Archive for January, 2014

Don’t see this every day….

January 31, 2014

The Super Bowl is one of the most anticipated events in the advertising world, and I’ll definitely be writing some thoughts on the ads post game next week.

But this ad caught my eye not only because its not the usual type of Super Bowl ad, but also because it’s not the usual issue you see advertised.

I liked the sparseness of the copy, and some of the images were very compelling. I also thought the punch line was strong, like a good punch to the gut, you’re watching and wondering where this is going, and when it gets there, I found it surprising (maybe *because* they haven’t run ads around this issue before). The ad also is very effective at humanizing a minority group that is often lost in the shuffle (at least on the East Coast, maybe less so out West or in states with large reservations).

They aren’t just Indians or Native Americans, they’re people  — fathers, sons, mothers, daughters etc, just like you and me. I like the sense of Native American pride that it evokes without resorting to the usual myth making or hyperbole. There’s just a nice lyrical nature to the ad.

I had three issues with the ad:

1. It’s too long. Maybe they felt they had to go big because its the superbowl, but the message is so simply and cleanly delivered, they could have done it much more effectively in a minute. About half way through I started to lose interest at the repetition (interesting as it was, it was becoming familiar), and I’m not sure that extra minute adds anything to the message or to the emotional punch. You get it after 30-40 seconds, don’t need it reinforced and all it does it take away from the emotion punch at the end.

2. I found some of the images not as compelling as others.

3. Not sure if this is an issue or not, but I was struck by the native accent of the narrator. I understand the reasons for using a Native American to narrate the ad, and I’m not sure using the standard narrator would have been appropriate or effective, but it was distracting for me in the sense that I was thinking about the narrator instead of the content of the message or images (maybe that also goes back to point 1, it was too long, so I was able to “see the boom in the shot” because my attention was wandering).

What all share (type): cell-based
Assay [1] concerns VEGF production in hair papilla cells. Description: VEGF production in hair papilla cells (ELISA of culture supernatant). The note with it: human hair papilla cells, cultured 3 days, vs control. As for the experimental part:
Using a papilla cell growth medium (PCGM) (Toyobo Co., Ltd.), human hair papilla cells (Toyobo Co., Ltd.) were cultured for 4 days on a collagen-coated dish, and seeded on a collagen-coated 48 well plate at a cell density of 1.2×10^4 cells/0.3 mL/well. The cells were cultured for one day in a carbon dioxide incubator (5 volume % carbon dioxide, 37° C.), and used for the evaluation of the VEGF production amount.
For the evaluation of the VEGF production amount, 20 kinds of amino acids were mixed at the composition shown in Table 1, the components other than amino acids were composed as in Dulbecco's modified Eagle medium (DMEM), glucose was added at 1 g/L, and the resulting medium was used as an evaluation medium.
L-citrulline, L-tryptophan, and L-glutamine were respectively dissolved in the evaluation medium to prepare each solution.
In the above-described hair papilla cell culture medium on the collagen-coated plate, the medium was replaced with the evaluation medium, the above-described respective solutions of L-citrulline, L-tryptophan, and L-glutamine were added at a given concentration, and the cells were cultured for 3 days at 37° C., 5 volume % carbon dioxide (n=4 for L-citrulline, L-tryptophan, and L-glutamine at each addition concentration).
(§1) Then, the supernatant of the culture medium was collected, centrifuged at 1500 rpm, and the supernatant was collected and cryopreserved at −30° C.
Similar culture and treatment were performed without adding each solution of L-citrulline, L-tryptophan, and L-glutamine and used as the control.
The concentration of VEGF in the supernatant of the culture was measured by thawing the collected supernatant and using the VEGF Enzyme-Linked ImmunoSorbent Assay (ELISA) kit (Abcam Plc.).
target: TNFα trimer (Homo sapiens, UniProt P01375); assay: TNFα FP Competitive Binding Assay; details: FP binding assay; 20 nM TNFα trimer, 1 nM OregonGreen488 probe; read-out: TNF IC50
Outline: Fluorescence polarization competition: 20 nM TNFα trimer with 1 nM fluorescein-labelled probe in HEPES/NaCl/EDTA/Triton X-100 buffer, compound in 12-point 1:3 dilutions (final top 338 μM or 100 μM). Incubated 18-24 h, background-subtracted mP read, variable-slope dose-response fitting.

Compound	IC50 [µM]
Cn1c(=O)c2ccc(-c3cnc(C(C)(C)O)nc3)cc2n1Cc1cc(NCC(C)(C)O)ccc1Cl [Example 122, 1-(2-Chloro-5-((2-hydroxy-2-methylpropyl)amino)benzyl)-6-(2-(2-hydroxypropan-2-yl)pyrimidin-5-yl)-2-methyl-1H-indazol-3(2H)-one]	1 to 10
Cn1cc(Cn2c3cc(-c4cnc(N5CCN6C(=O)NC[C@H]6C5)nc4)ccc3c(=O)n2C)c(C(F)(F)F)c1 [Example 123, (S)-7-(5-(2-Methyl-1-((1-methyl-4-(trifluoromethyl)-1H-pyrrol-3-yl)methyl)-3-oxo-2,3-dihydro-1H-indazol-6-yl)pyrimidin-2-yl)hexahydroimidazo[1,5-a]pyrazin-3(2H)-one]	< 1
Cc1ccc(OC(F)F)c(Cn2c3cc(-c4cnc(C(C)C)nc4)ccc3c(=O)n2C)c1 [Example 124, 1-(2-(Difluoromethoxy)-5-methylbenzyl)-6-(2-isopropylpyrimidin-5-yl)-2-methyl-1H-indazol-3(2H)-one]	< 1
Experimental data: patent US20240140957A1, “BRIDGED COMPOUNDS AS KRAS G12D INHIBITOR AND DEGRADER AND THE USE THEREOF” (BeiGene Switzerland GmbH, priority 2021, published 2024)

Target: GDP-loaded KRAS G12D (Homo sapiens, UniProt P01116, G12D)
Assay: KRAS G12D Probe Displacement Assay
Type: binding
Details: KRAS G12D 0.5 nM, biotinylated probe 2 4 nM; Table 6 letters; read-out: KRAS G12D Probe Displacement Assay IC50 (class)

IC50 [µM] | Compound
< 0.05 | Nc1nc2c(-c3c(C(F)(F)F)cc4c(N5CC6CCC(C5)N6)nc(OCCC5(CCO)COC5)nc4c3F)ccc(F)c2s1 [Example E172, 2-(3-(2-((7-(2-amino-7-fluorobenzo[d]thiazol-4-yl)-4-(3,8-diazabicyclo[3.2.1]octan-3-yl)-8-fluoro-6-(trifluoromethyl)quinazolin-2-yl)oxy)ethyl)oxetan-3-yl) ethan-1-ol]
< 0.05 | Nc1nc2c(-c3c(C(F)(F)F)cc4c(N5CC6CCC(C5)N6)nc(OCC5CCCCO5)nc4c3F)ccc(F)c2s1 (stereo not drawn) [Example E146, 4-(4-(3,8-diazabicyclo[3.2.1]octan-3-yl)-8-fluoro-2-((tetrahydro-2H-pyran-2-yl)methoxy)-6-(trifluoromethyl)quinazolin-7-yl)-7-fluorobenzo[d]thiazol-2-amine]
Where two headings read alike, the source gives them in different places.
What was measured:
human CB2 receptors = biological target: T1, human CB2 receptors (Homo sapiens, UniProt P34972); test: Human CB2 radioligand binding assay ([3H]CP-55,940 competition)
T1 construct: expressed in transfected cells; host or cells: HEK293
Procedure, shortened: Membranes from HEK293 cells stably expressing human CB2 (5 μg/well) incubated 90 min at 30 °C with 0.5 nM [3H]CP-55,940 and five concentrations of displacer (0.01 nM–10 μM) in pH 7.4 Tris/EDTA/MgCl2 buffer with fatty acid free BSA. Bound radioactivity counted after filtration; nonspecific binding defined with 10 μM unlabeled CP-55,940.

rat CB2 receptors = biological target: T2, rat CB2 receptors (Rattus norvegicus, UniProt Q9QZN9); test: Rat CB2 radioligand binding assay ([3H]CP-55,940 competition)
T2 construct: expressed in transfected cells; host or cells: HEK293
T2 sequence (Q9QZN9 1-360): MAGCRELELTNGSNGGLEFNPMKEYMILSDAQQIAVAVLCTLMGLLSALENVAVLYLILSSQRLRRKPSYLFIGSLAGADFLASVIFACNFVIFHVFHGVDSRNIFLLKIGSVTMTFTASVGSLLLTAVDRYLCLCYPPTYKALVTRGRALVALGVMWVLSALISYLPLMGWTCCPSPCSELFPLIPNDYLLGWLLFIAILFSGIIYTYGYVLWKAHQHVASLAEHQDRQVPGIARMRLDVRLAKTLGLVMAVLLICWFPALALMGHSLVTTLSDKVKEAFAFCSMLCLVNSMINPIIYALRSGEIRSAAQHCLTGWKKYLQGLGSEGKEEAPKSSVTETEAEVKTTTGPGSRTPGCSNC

Still overall I thought this was a really nice spot, and I wonder if the more lyrical copy, slower pace, and overall tone of the ad will help it contrast especially with the other Super Bowl ads that often feel the need to assault your senses.

 

The power of personality

January 13, 2014

A lot of catching up to do in the pre-Super Bowl quiet….

We’ll start today with this ad from a friend of mine. I usually try not to comment on videos when I know the folks involved, but this video is worth taking a few minutes out to watch.

What I appreciate about this video beside the clever presentations is that the personality of the candidate shines through. Now I’ve never met Daylin Leach, but I imagine he’s exactly like what I see here. The gimmicks in the video add to the authenticity of the final product presenting an image of an unrepentant liberal with boundless energy, someone who is serious but doesn’t take himself too seriously.

The other day, I was on a call and someone said, “Voters are looking for cues about a candidate.” I thought that was really insightful. Watch the video again — what cues do you get about Leach?

After three minutes you feel like you know him. Now, if you met him in person or watched him give a speech or already had an opinion of Leach and what you observed or thought doesn’t match with the video (in other words the video presents an inauthentic version of the candidate), that’s when campaigns get into trouble.  The other question is does Leach’s personality so evident here come across in the other aspects of his campaign?

In other words, can the campaign present a unified vision of itself to the public? Its a theme I’ve talked about before, ads are a great medium to communicate your message, emotion and personality, but its’ not enough to communicate it, the campaign or brand has to embody it too.

Personality is great, too often campaigns run from their candidates personality, offering a watered down version of what they think voters want (consumer brands do this too). But what voters (and consumers) want is authenticity, Apple is as extreme a brand identity as any mainstream brand, it seems to do well with buyers. This video is powered by personality, and that’s a good thing.


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